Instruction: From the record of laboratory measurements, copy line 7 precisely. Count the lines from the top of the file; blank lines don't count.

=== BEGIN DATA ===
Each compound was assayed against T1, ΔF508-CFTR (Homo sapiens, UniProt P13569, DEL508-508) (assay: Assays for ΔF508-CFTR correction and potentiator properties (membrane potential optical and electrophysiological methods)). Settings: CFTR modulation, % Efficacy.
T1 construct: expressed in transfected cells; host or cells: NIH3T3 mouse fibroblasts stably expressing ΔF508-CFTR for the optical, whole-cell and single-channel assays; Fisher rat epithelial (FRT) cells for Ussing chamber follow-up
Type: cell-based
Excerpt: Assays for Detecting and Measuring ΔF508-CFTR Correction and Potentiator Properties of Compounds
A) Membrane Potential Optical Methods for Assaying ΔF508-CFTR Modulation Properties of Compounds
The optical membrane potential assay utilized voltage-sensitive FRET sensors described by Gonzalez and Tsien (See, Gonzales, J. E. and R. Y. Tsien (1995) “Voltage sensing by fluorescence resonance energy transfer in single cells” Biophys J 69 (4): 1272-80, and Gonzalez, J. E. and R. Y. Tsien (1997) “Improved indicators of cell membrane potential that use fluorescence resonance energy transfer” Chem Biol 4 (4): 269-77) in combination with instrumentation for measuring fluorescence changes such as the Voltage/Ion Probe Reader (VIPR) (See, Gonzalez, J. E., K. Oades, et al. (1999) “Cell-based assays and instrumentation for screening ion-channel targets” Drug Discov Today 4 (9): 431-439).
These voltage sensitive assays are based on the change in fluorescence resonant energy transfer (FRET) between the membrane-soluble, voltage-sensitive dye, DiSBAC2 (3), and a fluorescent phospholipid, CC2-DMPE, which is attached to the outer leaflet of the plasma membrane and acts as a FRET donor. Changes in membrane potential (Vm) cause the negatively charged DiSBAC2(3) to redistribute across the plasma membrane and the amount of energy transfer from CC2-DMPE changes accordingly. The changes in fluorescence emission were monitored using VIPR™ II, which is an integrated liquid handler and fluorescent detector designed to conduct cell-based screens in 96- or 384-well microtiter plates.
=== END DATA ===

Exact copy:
These voltage sensitive assays are based on the change in fluorescence resonant energy transfer (FRET) between the membrane-soluble, voltage-sensitive dye, DiSBAC2 (3), and a fluorescent phospholipid, CC2-DMPE, which is attached to the outer leaflet of the plasma membrane and acts as a FRET donor. Changes in membrane potential (Vm) cause the negatively charged DiSBAC2(3) to redistribute across the plasma membrane and the amount of energy transfer from CC2-DMPE changes accordingly. The changes in fluorescence emission were monitored using VIPR™ II, which is an integrated liquid handler and fluorescent detector designed to conduct cell-based screens in 96- or 384-well microtiter plates.